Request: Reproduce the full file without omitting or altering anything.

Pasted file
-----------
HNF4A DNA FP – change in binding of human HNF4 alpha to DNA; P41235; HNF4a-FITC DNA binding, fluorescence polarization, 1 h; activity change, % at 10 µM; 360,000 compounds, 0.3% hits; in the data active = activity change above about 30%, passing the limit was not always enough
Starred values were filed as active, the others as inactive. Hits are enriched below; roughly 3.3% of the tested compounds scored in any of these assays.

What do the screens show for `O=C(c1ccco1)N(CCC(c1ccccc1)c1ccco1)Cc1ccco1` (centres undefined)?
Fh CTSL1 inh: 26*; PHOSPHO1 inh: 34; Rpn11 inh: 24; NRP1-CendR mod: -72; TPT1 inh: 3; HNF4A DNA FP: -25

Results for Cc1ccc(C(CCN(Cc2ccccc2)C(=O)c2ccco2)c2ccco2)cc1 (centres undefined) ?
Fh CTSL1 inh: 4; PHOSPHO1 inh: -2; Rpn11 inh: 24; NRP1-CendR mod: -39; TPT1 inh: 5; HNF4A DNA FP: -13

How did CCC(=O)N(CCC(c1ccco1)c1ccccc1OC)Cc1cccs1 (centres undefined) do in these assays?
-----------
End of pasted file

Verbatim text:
HNF4A DNA FP – change in binding of human HNF4 alpha to DNA; P41235; HNF4a-FITC DNA binding, fluorescence polarization, 1 h; activity change, % at 10 µM; 360,000 compounds, 0.3% hits; in the data active = activity change above about 30%, passing the limit was not always enough
Starred values were filed as active, the others as inactive. Hits are enriched below; roughly 3.3% of the tested compounds scored in any of these assays.

What do the screens show for `O=C(c1ccco1)N(CCC(c1ccccc1)c1ccco1)Cc1ccco1` (centres undefined)?
Fh CTSL1 inh: 26*; PHOSPHO1 inh: 34; Rpn11 inh: 24; NRP1-CendR mod: -72; TPT1 inh: 3; HNF4A DNA FP: -25

Results for Cc1ccc(C(CCN(Cc2ccccc2)C(=O)c2ccco2)c2ccco2)cc1 (centres undefined) ?
Fh CTSL1 inh: 4; PHOSPHO1 inh: -2; Rpn11 inh: 24; NRP1-CendR mod: -39; TPT1 inh: 5; HNF4A DNA FP: -13

How did CCC(=O)N(CCC(c1ccco1)c1ccccc1OC)Cc1cccs1 (centres undefined) do in these assays?